Definition of lollop in English:


Pronunciation /ˈläləp/ /ˈlɑləp/

Translate lollop into Spanish

verblollops, lolloping, lolloped

no object, with adverbial of direction
  • Move in an ungainly way in a series of clumsy paces or bounds.

    ‘the bear lolloped along the path’
    • ‘Today, you will be lucky to see a jackal scamper off, or a black-naped hare lollop across a path.’
    • ‘It is the site of Costa Rica's greatest concentration of national parks, and pretty much anything that crawls, flits, swoops or lollops through Central America can be found here.’
    • ‘The robot puppy lollops over, its eyes flashing traffic-light green as it makes friendly jingling noises like a doorbell.’
    • ‘The lions and their cubs sit up as he lollops nearer.’
    • ‘Play grinds to a halt when a stray dog lollops across the pitch.’
    • ‘While our youngsters, brought up without free school milk, were lolloping about mid-week, the home side darted about like greyhounds and finished like pit bulls.’
    • ‘At this time of year there are plenty to be seen, sitting upright in the begging position and giving passers-by a curious once-over before lolloping off to a safer distance.’
    • ‘I sat on the boundary waiting for the bus, watching the batsmen slowly lolloping from one end of the pitch to the other.’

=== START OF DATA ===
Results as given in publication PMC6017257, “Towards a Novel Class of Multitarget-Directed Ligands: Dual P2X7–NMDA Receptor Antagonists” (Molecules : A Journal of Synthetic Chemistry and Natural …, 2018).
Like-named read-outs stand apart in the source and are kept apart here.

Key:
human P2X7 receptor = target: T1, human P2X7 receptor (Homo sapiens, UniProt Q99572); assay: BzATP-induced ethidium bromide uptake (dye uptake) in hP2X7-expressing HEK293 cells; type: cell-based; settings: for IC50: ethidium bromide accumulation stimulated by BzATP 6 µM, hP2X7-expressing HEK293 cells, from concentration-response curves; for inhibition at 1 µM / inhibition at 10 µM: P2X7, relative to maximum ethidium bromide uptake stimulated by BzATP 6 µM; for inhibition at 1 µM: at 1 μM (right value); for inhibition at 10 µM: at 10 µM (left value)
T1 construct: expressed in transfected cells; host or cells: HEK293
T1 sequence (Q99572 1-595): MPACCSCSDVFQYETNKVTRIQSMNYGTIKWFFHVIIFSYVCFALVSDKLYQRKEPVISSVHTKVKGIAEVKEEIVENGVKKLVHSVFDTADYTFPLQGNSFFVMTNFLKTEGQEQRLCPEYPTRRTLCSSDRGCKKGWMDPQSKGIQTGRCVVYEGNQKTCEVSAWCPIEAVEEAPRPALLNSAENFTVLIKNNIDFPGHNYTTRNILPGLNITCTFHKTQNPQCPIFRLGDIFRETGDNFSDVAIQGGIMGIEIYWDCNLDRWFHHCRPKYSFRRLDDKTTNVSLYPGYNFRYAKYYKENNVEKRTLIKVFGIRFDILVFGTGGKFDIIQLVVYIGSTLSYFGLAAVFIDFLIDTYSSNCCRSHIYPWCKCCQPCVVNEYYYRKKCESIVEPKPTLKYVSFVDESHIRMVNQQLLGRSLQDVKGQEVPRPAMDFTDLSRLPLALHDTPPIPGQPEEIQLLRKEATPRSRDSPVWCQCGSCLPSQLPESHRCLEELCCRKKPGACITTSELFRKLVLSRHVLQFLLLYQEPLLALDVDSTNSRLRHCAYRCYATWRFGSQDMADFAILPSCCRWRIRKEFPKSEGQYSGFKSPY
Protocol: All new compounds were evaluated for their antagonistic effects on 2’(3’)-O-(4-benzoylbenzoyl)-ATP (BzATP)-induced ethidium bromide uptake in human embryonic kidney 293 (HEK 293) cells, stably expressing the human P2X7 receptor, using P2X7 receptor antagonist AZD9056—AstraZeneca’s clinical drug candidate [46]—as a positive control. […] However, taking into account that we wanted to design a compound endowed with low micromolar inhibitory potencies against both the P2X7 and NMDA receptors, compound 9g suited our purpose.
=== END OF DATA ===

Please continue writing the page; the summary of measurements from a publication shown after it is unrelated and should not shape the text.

• ‘A few wallabies foraging in the saltbush lolloped out of the way.’
    • ‘They crouched in the distance then lolloped off, not into the woods, but over bare ground to the horizon.’
    • ‘The two animals lollop and leap around the house, between them exhibiting two remarkably different lifestyles.’
    • ‘Sid and I stood and watched in disbelief as a second fox lolloped along the same escape route.’
    • ‘The one genuinely disquieting moment is when a bear lollops across the road behind the cast.’
    • ‘When the horse lollops from side to side, it works the muscles on both sides of your body.’
    • ‘After a few lessons in steering and stopping this grey beauty, she lolloped off at a leisurely pace through coastal dunes and down on to the beach, which we had to ourselves.’
    • ‘In the fields towards Heswall several pairs of brown hares lolloped and played in the long grass while pheasants strutted their stuff looking stunning in the sunlight.’
    stride, run, bound


Mid 18th century probably from loll, associated with trollop.